Abstract 241: Asynchronous Twist During Right Ventricular Pacing-Comparison Between Apical and Septal Pacing
Background: Right ventricular apical pacing (RVA) causes left ventricular (LV) electromechanical dyssynchrony. Experimental studies have demonstrated that LV dyssynchrony induced by RVA may alter normal physiological twist. However, rotational dynamics during RV pacing have not been fully studied in a clinical setting.
[Aim] This study aimed to elucidate the rotational alterations such as twist, asynchronous rotation and untwisting rate in patients receiving RV apical and septal pacing (RVS).
Methods: Seventy-three consecutive patients with symptomatic bradyarrhythmias and preserved LV function who were scheduled for permanent pacemaker insertion were included. Patients were assigned to two groups according to RV pacing sites (RVA: n= 35, RVS: n= 38). Twenty age- and gender-matched control subjects were also included. All the patients underwent an echocardiographic study with GE Vivid 7 Dimension after the pacemaker implantation. The LV twist and the untwisting rate were estimated using speckle tracking imaging. The global twist gap was also evaluated as the parameter of asynchronous rotation, which was defined as the standard deviation of the QRS onset to peak rotation in 12 LV segments from both basal and apical short axial views.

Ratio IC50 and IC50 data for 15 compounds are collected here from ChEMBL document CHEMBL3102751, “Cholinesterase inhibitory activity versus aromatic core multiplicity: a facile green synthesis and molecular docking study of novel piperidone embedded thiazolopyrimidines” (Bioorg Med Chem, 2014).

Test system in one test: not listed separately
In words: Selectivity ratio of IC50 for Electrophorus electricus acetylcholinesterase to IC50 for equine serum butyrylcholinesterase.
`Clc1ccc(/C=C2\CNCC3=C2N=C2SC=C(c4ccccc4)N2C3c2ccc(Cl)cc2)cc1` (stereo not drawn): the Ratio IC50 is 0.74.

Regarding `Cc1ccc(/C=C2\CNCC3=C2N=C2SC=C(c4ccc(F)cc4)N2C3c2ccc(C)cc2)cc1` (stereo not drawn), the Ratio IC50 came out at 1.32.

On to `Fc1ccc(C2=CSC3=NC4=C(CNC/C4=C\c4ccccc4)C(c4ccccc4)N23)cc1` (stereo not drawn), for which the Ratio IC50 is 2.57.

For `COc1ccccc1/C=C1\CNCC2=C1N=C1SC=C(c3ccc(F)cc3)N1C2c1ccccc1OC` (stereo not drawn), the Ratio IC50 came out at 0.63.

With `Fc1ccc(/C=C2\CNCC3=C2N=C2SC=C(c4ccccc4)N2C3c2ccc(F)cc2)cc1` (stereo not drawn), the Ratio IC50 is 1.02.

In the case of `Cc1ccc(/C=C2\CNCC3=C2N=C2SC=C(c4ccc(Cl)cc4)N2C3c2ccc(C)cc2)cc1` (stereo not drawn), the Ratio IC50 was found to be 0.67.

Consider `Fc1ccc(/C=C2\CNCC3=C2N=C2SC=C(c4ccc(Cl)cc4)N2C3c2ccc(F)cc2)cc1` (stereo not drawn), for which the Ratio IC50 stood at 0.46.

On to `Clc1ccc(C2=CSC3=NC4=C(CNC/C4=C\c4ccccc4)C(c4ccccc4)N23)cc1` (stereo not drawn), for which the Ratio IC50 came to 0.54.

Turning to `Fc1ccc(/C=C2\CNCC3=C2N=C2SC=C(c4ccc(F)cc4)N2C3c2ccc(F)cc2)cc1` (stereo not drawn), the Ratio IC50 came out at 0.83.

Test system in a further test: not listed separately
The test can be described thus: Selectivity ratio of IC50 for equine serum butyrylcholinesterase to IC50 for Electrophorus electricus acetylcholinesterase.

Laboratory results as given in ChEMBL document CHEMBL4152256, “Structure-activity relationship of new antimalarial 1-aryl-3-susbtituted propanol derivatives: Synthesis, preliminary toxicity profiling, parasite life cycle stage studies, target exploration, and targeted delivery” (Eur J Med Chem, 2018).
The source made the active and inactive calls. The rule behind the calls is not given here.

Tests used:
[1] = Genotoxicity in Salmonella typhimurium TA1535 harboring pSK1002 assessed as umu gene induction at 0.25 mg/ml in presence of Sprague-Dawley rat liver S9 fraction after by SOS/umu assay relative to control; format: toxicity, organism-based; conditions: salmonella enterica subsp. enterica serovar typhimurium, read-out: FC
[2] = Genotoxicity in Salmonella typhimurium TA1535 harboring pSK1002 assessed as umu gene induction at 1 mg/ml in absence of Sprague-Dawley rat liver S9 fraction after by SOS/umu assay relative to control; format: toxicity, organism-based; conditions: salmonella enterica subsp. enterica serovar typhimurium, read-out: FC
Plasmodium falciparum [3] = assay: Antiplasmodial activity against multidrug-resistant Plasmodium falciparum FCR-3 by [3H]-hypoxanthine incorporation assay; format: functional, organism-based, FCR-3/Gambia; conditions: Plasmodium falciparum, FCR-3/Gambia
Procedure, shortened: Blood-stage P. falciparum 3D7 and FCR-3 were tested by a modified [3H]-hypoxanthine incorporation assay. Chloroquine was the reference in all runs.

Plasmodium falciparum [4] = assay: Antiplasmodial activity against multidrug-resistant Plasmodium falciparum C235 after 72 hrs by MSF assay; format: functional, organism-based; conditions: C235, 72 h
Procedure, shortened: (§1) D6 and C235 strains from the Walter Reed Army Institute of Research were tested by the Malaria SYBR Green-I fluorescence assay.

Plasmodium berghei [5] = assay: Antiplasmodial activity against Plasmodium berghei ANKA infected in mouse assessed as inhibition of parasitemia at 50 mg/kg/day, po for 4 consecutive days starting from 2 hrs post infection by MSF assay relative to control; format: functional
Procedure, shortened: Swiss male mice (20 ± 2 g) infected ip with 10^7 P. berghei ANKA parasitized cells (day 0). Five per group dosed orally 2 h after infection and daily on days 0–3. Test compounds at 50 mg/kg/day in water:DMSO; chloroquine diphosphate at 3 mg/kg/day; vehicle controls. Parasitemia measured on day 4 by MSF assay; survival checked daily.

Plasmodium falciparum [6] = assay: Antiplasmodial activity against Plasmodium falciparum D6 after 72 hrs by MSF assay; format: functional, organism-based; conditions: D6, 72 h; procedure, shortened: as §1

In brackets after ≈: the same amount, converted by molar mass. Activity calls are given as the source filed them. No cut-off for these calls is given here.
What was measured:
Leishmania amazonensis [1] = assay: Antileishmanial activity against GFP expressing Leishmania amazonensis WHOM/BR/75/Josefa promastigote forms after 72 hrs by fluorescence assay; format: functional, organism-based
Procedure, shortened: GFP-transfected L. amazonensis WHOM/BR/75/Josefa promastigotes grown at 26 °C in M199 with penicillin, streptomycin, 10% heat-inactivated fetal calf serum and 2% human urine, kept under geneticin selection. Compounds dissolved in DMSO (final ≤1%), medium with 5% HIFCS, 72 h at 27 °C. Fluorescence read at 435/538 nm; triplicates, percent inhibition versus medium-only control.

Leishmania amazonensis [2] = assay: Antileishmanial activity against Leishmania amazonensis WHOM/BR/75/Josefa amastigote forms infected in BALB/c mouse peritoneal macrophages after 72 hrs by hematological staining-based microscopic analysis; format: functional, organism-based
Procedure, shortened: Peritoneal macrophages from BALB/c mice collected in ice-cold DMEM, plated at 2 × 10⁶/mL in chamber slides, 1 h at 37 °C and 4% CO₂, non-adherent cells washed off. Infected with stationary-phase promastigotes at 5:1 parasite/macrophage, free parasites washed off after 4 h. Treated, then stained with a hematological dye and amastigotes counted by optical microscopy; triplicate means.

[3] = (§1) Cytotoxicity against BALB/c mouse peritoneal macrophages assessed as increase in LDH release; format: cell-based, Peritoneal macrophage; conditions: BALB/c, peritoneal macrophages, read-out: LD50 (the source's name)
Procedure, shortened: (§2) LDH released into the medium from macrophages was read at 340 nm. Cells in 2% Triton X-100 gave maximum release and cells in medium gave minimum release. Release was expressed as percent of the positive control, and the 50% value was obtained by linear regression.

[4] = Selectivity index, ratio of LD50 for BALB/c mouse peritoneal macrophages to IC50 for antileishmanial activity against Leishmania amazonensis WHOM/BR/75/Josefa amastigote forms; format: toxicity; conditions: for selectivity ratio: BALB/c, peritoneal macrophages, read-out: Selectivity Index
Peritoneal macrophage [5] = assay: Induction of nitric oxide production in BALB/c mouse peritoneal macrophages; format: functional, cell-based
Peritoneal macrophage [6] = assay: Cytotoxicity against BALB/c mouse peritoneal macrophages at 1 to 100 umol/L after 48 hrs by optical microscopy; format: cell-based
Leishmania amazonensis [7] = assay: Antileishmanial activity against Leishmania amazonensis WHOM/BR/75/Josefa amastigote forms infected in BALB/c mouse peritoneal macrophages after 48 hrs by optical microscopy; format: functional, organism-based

[Results] The mean QRS width was significantly longer in RVA compared to both the RVS and control (RVA: 161 ms, RVS: 142 ms, P< 0.01 vs RVA, Control: 93 ms, P< 0.01 vs RVA). The LV twist, global twist gap and untwisting rate during the RV pacing were significantly worse in RVA compared to both the RVS and control (Twist: RVA 7±3 degrees, RVS 14±5 degrees, P< 0.05 vs RVA; Control 13±5 degrees, P< 0.05 vs RVA; Twist gap: RVA 85±45 ms, RVS 53±35 ms, P< 0.05 vs RVA; Control 53±28 ms, P< 0.05 vs RVA; Untwisting rate: RVA −85±37 degrees/sec, RVS −116±45 degrees/sec, P< 0.05 vs RVA; −107±31 degrees/sec, P< 0.05 vs RVA). In addition, the degree of LV twist and the magnitude of the global twist gap were significantly associated with the untwisting rate among 73 patients receiving RV pacing (Twist: r= 0.572, Twist gap: r= 0.549, P< 0.0001 for both).
Conclusion: RV septal pacing preserved the physiological LV twist and synchronous rotation compared to RV apical pacing, which were proportionately associated with better untwisting properties.